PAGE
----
Travel News

Escape the City This Summer With These Affordable Road Trips

If you’re ready to travel this summer but can’t go far, there are some destinations that are driving distance from most cities. Peter Greenberg went on CBS Saturday Morning to talk about affordable road trips across the country. No matter where you live, there’s a road trip near you. Watch the video below, then click through to see destinations across the country, from Asheville, North Carolina to Redding, California.

Richmond, Virginia

Population: 210,000

1:50 from Washington, DC
4:00 from Philadelphia
5:30 from New York

Historic Canal Walk Retouched

It’s a rite of passage to visit Washington, DC, but so many people overlook the nearby capital city of Richmond, Virginia, which is just as rich in history, beautiful architecture, great food, and outdoor adventures.

Surprisingly, Virginia is located within a day’s drive of 60 percent of the U.S. population.

Richmond’s Canal Walk is a walkable area that encompasses a lot of history and local culture. It stretches 1.25 miles through downtown Richmond along the banks of the Haxall Canal and the James River & Kanawha Canal. The area includes the 17th Street Farmers Market—which dates back to 1737—one of the oldest public markets in the country.

Richmond is the only urban city with Class III and IV rapids, making it the best urban whitewater in America. The upper section is milder, and the Lower James River is more adventurous. The James River is also a big fishing destination.

The Capitol building was designed by Thomas Jefferson. It’s been home to the General Assembly since 1788, the oldest continuously operating legislature. During the Civil War, the Confederate Congress also met here.

Other major attractions include: Agecroft Hall, a 15th century Tudor Estate on the banks of the James River and the Lewis Ginter Botanical Garden is considered one of the top botanical gardens in the country.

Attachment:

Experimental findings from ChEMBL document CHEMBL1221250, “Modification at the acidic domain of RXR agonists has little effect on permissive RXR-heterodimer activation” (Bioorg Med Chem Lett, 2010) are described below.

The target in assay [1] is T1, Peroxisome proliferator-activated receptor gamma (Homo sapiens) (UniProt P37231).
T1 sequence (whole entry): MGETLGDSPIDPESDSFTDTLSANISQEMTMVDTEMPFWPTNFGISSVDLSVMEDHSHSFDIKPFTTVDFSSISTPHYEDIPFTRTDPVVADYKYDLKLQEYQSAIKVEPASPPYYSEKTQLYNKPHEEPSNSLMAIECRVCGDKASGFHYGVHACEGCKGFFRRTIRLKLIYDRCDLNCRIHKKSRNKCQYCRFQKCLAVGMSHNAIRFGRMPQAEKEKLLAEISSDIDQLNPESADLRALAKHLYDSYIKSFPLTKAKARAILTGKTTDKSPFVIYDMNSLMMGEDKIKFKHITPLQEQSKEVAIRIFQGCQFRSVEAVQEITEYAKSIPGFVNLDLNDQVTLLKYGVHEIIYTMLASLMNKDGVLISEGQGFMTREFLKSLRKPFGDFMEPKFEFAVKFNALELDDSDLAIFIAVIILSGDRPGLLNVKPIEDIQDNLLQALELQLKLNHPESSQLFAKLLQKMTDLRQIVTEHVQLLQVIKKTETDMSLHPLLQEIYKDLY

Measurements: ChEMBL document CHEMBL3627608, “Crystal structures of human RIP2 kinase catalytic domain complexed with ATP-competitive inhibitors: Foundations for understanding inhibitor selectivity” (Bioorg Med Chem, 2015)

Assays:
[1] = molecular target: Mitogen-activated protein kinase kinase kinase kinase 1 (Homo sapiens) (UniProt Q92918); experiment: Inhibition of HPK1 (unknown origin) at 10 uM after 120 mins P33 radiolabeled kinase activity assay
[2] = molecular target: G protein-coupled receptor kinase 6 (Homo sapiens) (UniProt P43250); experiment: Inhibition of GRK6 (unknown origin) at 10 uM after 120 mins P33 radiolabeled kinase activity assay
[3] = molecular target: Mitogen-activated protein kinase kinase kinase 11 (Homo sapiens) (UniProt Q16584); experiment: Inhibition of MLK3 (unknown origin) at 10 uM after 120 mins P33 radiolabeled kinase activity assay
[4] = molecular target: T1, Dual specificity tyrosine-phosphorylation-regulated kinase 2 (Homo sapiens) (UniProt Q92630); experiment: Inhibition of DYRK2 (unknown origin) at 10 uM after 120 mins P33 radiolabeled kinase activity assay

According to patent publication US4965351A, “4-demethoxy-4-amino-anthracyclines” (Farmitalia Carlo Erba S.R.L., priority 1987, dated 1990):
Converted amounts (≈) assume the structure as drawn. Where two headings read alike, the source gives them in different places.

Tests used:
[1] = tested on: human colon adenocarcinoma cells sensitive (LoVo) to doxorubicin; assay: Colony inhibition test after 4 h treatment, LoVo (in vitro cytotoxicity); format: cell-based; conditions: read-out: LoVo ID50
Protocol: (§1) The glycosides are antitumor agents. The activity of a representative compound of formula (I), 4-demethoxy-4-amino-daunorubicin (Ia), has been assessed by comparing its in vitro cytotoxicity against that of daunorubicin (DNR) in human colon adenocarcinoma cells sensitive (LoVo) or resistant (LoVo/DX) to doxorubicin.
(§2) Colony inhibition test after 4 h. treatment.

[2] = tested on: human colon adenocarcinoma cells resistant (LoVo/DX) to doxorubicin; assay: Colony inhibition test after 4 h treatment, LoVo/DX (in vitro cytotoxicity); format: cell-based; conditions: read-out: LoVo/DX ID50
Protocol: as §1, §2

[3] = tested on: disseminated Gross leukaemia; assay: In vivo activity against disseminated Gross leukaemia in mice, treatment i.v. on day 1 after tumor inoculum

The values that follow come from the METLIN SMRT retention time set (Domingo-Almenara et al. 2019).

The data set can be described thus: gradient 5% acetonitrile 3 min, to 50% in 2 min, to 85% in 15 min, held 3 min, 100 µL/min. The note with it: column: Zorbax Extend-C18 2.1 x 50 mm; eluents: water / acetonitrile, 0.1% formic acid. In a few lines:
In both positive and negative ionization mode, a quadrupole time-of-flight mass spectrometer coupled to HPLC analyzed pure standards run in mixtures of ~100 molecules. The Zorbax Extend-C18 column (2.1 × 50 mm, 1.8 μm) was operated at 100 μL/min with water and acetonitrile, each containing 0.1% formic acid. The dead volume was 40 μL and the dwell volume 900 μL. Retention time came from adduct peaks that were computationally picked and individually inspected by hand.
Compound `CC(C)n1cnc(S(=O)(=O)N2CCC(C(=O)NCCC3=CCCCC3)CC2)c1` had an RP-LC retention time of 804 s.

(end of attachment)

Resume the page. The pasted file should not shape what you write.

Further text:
Asheville, North Carolina

Population: 86,000

2:00 from Charlotte
3:45 from Raleigh
4:20 Lexington


Asheville is considered a real gem and is located in the Blue Ridge foothills of Western North Carolina. It’s home to artists, foodies, and outdoor adventurers. Downtown Asheville is extremely walkable, with lots of art galleries, local crafts, and boutiques within beautifully restored Art Deco buildings.

Asheville is fast becoming a foodie destination, with 15 farmers markets and more than 250 independent restaurants. It’s also another mecca for microbreweries, believed to have more breweries per capita than any other city in the nation.

The Biltmore Estate is a 250-room mansion, built by George W.  Vanderbilt in 1895. Within the 8,000-acre grounds you can tour the mansion and its gardens, the Biltmore Winery, a farm, and outdoor recreation.

Asheville is the base camp for wilderness adventures: it’s surrounded by one million acres of forest, and it’s the gateway to the Blue Ridge Parkway, Great Smoky Mountains, and the Western Carolina Mountains. The wilderness around Asheville alone has more than 2,000 miles of trails. The area is also known for its waterfalls and swimming holes.

The Blue Ridge Parkway is a National Parkway and All-American Road that runs for 469 miles through Virginia and North Carolina—and actually runs right through Asheville and dead ends about 50 miles away in Cherokee. It’s the most visited unit of the National Park System in the entire country.

Mount Mitchell, which is accessible from the Blue Ridge Parkway, stands at 6,600 feet in elevation, and is the highest peak in the Appalachians, and the highest in the Eastern United States.

Bloomington, Indiana

Population: 82,000

1:00 from Indianapolis
1:50 from Louisville
3:45 from Chicago

Bloomington - vineyards

Like many college towns, Bloomington has a lot to offer: it’s very walkable with lots of outdoor dining, live music, and bookstores, as well as the amenities of Indiana University itself.